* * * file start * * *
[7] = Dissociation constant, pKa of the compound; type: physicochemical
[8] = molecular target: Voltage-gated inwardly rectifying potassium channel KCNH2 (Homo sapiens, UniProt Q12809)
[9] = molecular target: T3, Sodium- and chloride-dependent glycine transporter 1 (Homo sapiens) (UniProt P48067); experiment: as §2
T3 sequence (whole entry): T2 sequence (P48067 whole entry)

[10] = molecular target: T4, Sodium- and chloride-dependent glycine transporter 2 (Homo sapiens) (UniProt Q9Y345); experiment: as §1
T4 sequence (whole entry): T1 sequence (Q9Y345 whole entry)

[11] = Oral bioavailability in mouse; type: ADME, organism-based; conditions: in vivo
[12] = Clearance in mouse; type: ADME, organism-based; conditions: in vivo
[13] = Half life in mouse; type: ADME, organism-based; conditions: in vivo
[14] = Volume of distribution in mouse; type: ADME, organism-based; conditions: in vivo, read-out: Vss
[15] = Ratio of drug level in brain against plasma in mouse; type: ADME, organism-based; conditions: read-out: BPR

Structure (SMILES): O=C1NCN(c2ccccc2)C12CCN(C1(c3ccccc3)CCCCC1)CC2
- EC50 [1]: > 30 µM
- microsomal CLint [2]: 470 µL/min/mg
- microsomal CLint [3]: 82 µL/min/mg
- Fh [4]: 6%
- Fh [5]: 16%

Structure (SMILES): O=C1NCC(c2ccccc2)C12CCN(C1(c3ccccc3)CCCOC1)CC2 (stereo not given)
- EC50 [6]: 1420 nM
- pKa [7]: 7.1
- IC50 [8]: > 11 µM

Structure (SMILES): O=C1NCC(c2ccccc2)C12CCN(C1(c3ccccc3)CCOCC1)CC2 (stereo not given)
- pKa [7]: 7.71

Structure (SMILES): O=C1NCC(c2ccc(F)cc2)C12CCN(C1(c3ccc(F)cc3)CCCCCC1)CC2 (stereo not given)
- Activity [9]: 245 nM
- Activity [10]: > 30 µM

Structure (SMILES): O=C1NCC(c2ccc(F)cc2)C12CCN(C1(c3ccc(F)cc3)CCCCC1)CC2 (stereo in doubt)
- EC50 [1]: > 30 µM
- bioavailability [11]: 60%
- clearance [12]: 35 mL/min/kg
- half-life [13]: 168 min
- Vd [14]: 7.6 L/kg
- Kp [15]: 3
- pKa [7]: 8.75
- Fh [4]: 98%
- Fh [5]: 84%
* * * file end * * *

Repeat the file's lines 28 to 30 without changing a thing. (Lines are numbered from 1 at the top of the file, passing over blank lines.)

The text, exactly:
- EC50 [1]: > 30 µM
- bioavailability [11]: 60%
- clearance [12]: 35 mL/min/kg